Last January, when our youngest children were turning 11, a friend said to me: Let's go fossil hunting in Dorset on the last Bank Holiday in May.
What she didn't say: Let's go play on a pebble beach while we still have the chance . . . before the Adolescent Age (of cell phones, sullen, closed faces, and a general dislike of parents).
Sure, I said. I'm game (even if it means being damp and chilled all day, because you can never count on the weather, no, not even in May). Last time we played on a beach, the wind was a cold whip and my wellies got stuck in the sucking mud. We laugh about it still . . .
We allowed three hours for the trip, but it only took two. (Leave on a Sunday at 7 am for optimal traveling conditions.) By 9:30 we were drinking coffee and eating chocolate chip cookies (just slightly melted) on a picnic bench by the beach.
The weather was glorious: a day like only a handful of days granted each English weather year.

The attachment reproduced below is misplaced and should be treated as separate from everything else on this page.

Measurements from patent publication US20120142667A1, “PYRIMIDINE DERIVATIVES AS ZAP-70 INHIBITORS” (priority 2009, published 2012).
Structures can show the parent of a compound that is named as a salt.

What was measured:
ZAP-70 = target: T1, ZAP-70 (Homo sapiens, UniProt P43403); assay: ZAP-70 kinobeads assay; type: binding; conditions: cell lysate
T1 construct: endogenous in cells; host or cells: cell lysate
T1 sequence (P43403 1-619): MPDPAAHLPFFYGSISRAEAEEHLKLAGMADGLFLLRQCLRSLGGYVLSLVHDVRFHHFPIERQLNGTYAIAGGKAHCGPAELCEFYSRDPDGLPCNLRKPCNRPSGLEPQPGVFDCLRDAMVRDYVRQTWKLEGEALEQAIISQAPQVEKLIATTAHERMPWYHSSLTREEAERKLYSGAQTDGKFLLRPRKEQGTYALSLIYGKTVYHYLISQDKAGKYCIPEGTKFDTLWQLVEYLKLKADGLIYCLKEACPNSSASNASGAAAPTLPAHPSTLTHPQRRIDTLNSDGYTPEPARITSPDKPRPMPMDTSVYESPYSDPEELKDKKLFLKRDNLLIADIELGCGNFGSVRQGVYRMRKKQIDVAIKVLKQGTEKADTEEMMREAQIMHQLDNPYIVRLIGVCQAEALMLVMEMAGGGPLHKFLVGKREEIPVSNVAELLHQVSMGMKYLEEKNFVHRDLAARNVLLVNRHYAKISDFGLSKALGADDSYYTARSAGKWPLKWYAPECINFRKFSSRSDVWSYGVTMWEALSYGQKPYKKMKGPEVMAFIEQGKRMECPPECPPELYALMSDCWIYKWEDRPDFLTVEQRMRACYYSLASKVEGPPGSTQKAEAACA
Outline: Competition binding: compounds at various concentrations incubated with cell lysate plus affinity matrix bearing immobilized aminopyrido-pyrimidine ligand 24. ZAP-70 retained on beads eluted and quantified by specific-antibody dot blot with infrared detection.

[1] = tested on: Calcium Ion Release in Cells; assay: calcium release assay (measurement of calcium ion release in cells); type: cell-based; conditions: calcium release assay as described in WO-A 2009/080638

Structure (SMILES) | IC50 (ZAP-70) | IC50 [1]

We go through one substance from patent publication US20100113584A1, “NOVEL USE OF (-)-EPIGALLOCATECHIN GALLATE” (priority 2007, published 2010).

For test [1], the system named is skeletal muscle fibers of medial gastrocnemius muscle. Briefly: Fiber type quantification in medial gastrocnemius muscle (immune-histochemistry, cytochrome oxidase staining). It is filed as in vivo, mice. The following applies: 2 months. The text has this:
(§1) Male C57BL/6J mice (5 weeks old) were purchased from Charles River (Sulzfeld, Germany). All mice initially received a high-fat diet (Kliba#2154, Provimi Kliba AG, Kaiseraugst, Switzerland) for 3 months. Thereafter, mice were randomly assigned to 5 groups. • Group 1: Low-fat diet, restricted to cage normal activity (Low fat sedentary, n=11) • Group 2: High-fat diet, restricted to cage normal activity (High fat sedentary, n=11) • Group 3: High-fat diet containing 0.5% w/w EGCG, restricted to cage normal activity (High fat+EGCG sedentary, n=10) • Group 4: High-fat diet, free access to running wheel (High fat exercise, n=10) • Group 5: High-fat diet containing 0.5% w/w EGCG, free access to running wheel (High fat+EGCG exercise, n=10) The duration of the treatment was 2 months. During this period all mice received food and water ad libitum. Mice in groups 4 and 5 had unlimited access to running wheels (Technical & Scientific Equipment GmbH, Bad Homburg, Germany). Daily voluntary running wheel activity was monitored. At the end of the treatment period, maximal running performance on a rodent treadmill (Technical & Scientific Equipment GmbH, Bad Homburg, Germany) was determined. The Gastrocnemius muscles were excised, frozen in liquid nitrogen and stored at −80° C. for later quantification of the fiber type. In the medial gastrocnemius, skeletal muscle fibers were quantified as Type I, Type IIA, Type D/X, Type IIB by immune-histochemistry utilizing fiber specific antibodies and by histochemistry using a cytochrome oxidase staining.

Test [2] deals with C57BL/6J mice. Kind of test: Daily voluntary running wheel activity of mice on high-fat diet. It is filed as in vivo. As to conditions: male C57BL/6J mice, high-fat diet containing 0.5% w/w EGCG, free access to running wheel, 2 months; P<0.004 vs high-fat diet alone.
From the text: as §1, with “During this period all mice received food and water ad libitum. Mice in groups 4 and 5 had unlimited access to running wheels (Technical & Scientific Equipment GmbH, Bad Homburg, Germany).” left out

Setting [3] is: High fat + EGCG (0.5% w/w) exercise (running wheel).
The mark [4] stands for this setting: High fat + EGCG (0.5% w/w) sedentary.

For an hour or two, we looked for ammonites and belemnites in the gray rock of the crumbling cliffs. The best fossils are churned up in the February storms, our guide said. I'll take a sunny day in May instead, I thought. Never mind the ammonites . . .
As the day warmed, the siren call of the sea became irresistible. Fossil hunting was replaced by shell seeking.
As the day warmed, the mothers became laden with discarded jumpers and shoes. My daughter, always a water baby, longed for a swim suit. She is just that bit too old, and modest, for nude bathing.
The boys grew hungry, as boys always do, but my daughter didn't want to leave the beach.
We wound up the day with a late lunch at The Anchor Inn. Sun-happy revellers spilled out of the pub in every direction and ate on picnic tables which overlooked the sea.
As I stood in a long line at the bar, waiting to order drinks, the man in front of me joked with the barman: Last time I saw you, it was a howling gale and you were in a polo-neck! When was that, asked the barman? Last August! barked the man.
On this fine May day, the sea was a becalmed, beckoning blue.